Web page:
Rubio to campaign in Puerto Rico before its GOP primary
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Sen. Marco RubioMarco Antonio RubioSenate passes legislation supporting Hong Kong protesters Senators voice support for Iran protesters but stop short of taking action McConnell urges Trump to voice support for Hong Kong protesters MORE (R-Fla.) is visiting Puerto Rico on Saturday, one day before the American territory’s voters cast ballots in its GOP presidential primary.

Rubio plans on campaigning in San Juan, the island’s capital city, according to a statement released by his campaign Friday.

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He will hold a rally on Saturday evening at the Complejo Deportiva Avoli, a sports complex located there.

Rubio’s last-minute trek to the Caribbean locale could help him scoop up all of its delegates during Sunday’s voting contest.

Puerto Rico offers 20 delegates in its majority-take-all primary contest. Any White House hopeful who receives more than 50 percent voter support there immediately claims the entire delegate count.

Puerto Rico presents a tempting prize for Rubio, who is still smarting from his results in multiple voting contests earlier this week on Super Tuesday.

Rubio won just one state out of a possible 11, claiming Minnesota. GOP presidential front-runner Donald TrumpDonald John TrumpFive takeaways from the Democratic debate As Buttigieg rises, Biden is still the target Leading Democrats largely pull punches at debate MORE, in contrast, won seven, while Sen. Ted CruzRafael (Ted) Edward CruzLawmakers spar over surveillance flight treaty with Russia Senators voice support for Iran protesters but stop short of taking action Prisons chief: FBI investigating whether 'criminal enterprise' played role in Epstein death MORE (R-Texas) claimed three.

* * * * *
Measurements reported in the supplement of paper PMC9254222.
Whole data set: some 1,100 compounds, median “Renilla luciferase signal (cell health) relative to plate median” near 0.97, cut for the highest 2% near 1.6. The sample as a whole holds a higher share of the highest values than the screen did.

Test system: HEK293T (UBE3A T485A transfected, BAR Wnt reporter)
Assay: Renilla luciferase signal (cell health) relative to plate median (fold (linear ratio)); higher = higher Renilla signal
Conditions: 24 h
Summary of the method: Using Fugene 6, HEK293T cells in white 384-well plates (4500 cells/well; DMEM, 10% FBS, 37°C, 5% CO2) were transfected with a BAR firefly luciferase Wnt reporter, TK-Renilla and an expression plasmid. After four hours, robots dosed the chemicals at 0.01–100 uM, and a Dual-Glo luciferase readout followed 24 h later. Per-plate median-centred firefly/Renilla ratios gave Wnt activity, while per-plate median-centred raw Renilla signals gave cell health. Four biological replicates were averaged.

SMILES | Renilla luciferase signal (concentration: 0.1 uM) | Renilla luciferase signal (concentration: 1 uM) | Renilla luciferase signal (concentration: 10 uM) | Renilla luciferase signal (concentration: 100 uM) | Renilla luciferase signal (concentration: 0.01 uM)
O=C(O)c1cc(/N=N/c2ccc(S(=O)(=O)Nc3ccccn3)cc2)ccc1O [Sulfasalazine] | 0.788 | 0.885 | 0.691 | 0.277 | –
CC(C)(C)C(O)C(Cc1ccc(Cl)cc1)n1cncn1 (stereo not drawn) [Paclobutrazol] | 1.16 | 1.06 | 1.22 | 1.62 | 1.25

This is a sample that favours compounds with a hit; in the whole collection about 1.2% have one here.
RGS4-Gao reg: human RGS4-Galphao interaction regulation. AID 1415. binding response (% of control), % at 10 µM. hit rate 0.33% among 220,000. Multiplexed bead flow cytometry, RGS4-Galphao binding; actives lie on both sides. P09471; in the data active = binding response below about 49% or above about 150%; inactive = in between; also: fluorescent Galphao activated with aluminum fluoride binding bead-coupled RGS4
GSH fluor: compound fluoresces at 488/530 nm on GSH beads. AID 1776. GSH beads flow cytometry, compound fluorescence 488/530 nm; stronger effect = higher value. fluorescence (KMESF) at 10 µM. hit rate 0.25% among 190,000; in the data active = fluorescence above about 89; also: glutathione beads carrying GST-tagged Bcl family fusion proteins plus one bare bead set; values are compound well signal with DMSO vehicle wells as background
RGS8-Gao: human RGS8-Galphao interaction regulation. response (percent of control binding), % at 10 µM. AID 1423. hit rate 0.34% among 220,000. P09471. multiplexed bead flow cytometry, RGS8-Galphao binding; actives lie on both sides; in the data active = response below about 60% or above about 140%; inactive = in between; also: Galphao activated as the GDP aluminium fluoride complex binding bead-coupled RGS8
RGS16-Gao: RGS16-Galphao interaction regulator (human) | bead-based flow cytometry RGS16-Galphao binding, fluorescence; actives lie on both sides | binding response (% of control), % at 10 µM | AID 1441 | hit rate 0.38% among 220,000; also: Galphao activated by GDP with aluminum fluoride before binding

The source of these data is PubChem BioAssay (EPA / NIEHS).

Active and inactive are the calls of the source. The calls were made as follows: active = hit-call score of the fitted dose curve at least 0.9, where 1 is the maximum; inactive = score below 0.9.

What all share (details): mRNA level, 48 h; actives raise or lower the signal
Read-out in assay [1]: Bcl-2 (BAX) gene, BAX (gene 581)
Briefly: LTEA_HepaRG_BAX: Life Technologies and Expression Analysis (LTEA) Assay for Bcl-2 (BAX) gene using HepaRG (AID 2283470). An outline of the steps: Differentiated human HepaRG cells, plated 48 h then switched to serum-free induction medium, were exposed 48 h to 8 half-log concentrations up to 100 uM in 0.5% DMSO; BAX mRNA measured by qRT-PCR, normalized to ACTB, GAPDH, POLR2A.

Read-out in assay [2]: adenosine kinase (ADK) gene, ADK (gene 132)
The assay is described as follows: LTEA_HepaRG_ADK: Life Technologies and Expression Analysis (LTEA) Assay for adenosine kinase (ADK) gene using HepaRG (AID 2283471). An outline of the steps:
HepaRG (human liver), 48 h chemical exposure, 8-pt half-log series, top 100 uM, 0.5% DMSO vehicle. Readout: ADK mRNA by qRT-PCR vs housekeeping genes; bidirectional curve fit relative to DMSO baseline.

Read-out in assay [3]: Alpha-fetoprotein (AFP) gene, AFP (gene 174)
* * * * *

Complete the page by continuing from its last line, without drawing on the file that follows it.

Trump commands a nearly 16-point lead over the Republican presidential field nationwide, according to the latest RealClearPolitics average of polls. Cruz ranks second, with 19.8 percent voter support, the index’s latest edition added, while Rubio places third, with 17.4 percent.

Puerto Ricans cannot cast votes in a general presidential election, but they are capable of making their voices hearing in political party primaries instead.

The territory is currently roiling with economic turmoil. Whether Congress allows it to declare bankruptcy looks to be a possible campaign issue heading toward next November.